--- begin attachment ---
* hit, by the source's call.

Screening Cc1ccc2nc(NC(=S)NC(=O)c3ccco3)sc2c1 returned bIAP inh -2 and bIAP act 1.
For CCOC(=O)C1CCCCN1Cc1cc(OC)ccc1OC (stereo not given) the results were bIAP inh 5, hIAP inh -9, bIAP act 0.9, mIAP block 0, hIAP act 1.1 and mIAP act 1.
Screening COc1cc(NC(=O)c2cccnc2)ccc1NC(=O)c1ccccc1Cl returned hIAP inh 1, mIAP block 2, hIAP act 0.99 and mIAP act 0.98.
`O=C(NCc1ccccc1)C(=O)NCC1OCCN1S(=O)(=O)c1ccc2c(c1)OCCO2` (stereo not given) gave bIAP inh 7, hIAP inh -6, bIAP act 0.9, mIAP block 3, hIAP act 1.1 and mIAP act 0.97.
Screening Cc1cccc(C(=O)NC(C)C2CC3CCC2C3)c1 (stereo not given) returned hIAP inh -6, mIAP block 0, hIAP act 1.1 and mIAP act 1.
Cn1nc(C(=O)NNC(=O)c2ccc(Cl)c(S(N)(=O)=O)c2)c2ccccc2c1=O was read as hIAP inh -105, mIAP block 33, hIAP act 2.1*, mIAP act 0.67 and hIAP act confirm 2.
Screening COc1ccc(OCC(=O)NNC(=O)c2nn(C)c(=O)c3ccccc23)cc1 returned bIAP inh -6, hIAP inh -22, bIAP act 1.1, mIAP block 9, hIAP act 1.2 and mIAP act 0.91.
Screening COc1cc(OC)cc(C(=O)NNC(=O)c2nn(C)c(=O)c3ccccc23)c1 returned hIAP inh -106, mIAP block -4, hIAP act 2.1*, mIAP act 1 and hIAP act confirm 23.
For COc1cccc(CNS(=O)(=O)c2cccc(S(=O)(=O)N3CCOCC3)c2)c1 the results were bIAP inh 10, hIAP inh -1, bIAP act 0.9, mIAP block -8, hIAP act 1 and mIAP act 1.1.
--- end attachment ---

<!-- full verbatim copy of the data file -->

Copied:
* hit, by the source's call.

Screening Cc1ccc2nc(NC(=S)NC(=O)c3ccco3)sc2c1 returned bIAP inh -2 and bIAP act 1.
For CCOC(=O)C1CCCCN1Cc1cc(OC)ccc1OC (stereo not given) the results were bIAP inh 5, hIAP inh -9, bIAP act 0.9, mIAP block 0, hIAP act 1.1 and mIAP act 1.
Screening COc1cc(NC(=O)c2cccnc2)ccc1NC(=O)c1ccccc1Cl returned hIAP inh 1, mIAP block 2, hIAP act 0.99 and mIAP act 0.98.
`O=C(NCc1ccccc1)C(=O)NCC1OCCN1S(=O)(=O)c1ccc2c(c1)OCCO2` (stereo not given) gave bIAP inh 7, hIAP inh -6, bIAP act 0.9, mIAP block 3, hIAP act 1.1 and mIAP act 0.97.
Screening Cc1cccc(C(=O)NC(C)C2CC3CCC2C3)c1 (stereo not given) returned hIAP inh -6, mIAP block 0, hIAP act 1.1 and mIAP act 1.
Cn1nc(C(=O)NNC(=O)c2ccc(Cl)c(S(N)(=O)=O)c2)c2ccccc2c1=O was read as hIAP inh -105, mIAP block 33, hIAP act 2.1*, mIAP act 0.67 and hIAP act confirm 2.
Screening COc1ccc(OCC(=O)NNC(=O)c2nn(C)c(=O)c3ccccc23)cc1 returned bIAP inh -6, hIAP inh -22, bIAP act 1.1, mIAP block 9, hIAP act 1.2 and mIAP act 0.91.
Screening COc1cc(OC)cc(C(=O)NNC(=O)c2nn(C)c(=O)c3ccccc23)c1 returned hIAP inh -106, mIAP block -4, hIAP act 2.1*, mIAP act 1 and hIAP act confirm 23.
For COc1cccc(CNS(=O)(=O)c2cccc(S(=O)(=O)N3CCOCC3)c2)c1 the results were bIAP inh 10, hIAP inh -1, bIAP act 0.9, mIAP block -8, hIAP act 1 and mIAP act 1.1.